GBA Logo horizontal Facebook LinkedIn Email Pinterest Twitter Instagram YouTube Icon Navigation Search Icon Main Search Icon Video Play Icon Plus Icon Minus Icon Picture icon Hamburger Icon Close Icon Sorted

Community and Q&A

Does tarped roof sheathing get wet and need to be dried out before applying membrane?

user-6934637 | Posted in General Questions on

Hi.  I am reroofing a low-slope (2.5:1) shed or lean-to roof over an addition, generally following the principles laid out in Martin’s articles on unvented cathedral ceilings.  Although I did decide to cut and cobble, as the inspector wanted a vapor barrier anyway, and I’ll use a smart barrier.  I put new 1/2 inch exposure 1 plywood sheathing on, tarped it with a polyethylene tarp clamped at the edges and loose at the eave, but with a few boards on it to hold it down.  My plan now is to cover the plywood with ice & water barrier, then 1/2 or 3/4 inch of EPS, then another layer of plywood, and use a self-adhering 2-ply asphalt system such as GAF Liberty.

So here’s the thing – I have been working on the inside for a couple months — that cut and cobble is taking forever, and I don’t get to work on this full time.  I’m in climate zone 5, running out of season.  We have had a lot of rain.  No leaks, but will the plywood be wet from moisture trapped under the tarp?  If so, I assume it must be dried out, since once the ice and water barrier is on, it won’t be able to dry inwardly or outwardly.  Probably a dumb mistake, should have put the membrane on right away.   If it’s got to dry out, how long would it take by just being uncovered on dry days?  Should I get a moisture meter, and if so, what moisture levels would be safe?
Thanks for your thoughts.

GBA Prime

Join the leading community of building science experts

Become a GBA Prime member and get instant access to the latest developments in green building, research, and reports from the field.

Replies

  1. GBA Editor
    Martin Holladay | | #1

    User-6934637,
    First of all, can you tell us your name? (I'm Martin.)

    Ideally, you wouldn't have cut all that perfectly good rigid foam into narrow rectangles for your cut-and-cobble job. All of the rigid foam should have been installed as a continuous layer on the exterior side of the roof sheathing.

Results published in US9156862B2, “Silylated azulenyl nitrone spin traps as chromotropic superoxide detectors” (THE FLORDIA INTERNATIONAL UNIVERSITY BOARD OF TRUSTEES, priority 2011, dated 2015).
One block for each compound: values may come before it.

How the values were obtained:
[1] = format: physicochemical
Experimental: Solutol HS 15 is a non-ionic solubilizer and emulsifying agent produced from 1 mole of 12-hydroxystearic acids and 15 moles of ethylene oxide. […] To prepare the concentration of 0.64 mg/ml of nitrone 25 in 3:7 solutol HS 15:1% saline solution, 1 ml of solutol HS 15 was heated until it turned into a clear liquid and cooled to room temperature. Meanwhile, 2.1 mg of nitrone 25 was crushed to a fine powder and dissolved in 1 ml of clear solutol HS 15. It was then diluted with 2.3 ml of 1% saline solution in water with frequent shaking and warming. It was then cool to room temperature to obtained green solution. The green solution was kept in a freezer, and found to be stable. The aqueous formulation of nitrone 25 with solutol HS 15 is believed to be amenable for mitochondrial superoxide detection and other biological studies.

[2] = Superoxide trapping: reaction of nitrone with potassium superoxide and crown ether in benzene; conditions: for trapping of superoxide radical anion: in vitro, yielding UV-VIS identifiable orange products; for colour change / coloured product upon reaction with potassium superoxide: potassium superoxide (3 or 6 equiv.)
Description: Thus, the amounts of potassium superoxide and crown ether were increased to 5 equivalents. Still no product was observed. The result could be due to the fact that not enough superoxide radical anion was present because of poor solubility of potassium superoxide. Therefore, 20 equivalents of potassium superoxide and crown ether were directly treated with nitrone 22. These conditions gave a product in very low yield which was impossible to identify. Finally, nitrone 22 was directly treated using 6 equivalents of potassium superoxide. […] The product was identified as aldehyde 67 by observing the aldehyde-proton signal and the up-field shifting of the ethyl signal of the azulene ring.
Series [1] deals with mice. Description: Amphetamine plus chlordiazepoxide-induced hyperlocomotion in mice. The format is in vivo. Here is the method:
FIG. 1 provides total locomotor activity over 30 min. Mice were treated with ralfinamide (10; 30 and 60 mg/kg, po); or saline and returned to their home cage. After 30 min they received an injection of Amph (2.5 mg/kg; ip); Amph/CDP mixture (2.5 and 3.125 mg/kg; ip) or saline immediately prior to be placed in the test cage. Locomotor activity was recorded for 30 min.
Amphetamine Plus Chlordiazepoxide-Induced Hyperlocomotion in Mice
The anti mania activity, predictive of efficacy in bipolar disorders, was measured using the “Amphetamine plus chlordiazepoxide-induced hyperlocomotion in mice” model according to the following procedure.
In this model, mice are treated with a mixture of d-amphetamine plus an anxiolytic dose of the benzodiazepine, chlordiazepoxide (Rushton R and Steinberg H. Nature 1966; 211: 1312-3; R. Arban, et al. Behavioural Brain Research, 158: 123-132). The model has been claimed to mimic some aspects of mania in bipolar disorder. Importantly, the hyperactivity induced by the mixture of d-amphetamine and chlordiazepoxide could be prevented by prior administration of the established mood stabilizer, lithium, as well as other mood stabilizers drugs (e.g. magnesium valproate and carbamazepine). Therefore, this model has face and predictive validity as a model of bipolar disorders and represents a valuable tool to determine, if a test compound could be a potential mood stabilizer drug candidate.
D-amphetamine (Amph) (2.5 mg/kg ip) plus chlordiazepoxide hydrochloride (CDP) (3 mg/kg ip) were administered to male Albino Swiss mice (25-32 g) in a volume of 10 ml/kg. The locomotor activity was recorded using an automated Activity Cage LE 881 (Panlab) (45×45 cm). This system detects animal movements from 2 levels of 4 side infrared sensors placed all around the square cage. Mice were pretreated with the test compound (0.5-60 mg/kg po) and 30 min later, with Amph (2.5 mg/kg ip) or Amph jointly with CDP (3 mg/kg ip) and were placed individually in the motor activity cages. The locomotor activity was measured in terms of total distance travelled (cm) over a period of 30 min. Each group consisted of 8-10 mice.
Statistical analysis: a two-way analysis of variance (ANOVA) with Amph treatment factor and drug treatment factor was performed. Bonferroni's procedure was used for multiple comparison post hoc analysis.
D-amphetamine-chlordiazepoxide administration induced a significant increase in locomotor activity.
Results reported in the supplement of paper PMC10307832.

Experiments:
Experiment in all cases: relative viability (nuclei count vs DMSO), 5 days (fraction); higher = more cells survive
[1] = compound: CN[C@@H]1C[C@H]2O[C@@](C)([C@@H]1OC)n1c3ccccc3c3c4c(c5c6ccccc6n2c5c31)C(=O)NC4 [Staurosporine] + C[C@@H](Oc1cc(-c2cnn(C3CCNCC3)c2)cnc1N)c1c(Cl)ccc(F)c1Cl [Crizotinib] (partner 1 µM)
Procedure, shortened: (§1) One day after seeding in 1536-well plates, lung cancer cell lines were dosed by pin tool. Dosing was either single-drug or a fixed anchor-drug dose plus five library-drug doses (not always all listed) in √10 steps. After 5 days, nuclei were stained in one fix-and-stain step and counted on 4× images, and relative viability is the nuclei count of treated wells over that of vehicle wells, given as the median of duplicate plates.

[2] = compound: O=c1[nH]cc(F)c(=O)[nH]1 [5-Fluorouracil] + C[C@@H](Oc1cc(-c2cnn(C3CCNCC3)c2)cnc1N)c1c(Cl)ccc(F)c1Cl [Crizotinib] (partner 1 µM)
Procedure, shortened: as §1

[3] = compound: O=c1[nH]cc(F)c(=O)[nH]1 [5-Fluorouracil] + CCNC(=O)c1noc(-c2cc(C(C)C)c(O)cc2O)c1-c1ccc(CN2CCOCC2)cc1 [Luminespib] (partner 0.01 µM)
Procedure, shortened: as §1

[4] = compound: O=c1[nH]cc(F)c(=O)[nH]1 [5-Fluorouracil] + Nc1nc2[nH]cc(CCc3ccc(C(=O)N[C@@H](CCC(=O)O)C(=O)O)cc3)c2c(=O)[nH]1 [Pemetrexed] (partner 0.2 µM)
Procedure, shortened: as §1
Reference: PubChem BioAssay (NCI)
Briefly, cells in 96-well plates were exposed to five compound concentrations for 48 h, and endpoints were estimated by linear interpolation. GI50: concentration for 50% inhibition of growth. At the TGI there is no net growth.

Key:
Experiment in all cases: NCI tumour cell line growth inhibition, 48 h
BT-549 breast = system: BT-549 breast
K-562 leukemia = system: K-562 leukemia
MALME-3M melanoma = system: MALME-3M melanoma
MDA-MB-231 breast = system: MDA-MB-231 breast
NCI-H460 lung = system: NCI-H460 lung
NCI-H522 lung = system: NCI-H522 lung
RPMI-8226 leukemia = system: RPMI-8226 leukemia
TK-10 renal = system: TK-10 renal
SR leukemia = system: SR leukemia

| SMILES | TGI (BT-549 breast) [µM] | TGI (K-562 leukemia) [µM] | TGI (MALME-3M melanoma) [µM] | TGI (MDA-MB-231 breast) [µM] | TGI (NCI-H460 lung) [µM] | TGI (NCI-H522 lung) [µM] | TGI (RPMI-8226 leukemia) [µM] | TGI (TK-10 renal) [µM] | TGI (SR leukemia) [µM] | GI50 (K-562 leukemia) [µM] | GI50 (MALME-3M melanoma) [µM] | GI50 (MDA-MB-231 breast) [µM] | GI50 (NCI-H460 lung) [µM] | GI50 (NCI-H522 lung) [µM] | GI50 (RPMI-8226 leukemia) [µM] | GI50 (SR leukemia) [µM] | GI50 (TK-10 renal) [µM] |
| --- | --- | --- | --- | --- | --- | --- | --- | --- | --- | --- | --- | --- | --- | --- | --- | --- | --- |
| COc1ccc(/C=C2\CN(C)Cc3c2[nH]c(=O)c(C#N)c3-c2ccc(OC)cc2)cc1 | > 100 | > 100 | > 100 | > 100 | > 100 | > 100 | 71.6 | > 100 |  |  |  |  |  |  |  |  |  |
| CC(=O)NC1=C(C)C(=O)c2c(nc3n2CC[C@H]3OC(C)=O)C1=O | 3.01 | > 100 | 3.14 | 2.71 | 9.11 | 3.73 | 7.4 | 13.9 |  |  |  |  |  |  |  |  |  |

In Climate Zone 5, if you are installing rigid foam above the roof sheathing, you need the rigid foam layer to have a minimum R-value of R-20 -- not a measly 1/2 inch or 3/4 inch of EPS. And the cut-and-cobble approach, as you have evidently discovered, is not the way to go.

    So this job isn't starting out well.

    As this point, you have no choice but to wait for good weather -- ideally, 2 or 3 sunny dry days in a row, to dry out your roof sheathing.

  2. Expert Member
    Malcolm Taylor | | #2

    This isn't meant as a criticism of the OP, but as a general comment.

    it's important to choose building assemblies with an eye to the practicality of installation, and the way they integrate into the sequence of construction. Roof assemblies that rely on specific site conditions are probably unsuitable for any but the driest climates, or jobs with very flexible timelines.

  3. user-6934637 | | #3

    Hi Martin -- I'm not sure what it is about this site and names -- my profile name is set but is not reflecting in my posts. This is FixitAgainSam (again).
    Thanks for the suggestion of 2-3 days of sunny weather; we are supposed to have that this week.
    As to the other issues, I think this project is extremely odd. Very little additional height can be added to the roof, because it runs into the gable end soffit as it is. A couple inches max. So I chose to put the insulation on the inside. But two framing issues were working against me -- the roof had almost no overhang at the eave, so I extended the rafters by scabbing extensions on. And there are ceiling joists (actually old rafters from long ago when the roof was flatter) right next to the rafters. So there has been a bunch of framing in my way, and endless notching and fitting of the rigid foam.
    The purpose of the thin layer of EPS and overroof is to create a replaceable layer on top for future reroofing. I don't want to have to tear off the primary sheathing again and disturb the insulation when it comes time to replace the asphalt. I am hoping the minimal R-value above the primary deck will not cause any problems. I'll have R-49 or better below, except in the first couple feet in from the eave wall where space does not permit enough polyiso.
    If I were starting this over, I think I would drop the cash on a spray foam contractor and have them spray in R-25 or so, and then add fiberglass below it. I work slowly by most people's standards, but with this clutter of framing (and not much of it square), it is taking more time than it's probably worth.

    1. Trevor Lambert | | #4

      FiASam,
      The website uses the first and last name fields as your display name on posts. If those are blank, you get assigned the user number. As far as I can tell, the screenname field isn't used for anything. I don't know why the webmasters don't address this problem, as it comes up almost daily.

Log in or create an account to post an answer.

Community

Recent Questions and Replies

  • |
  • |
  • |
  • |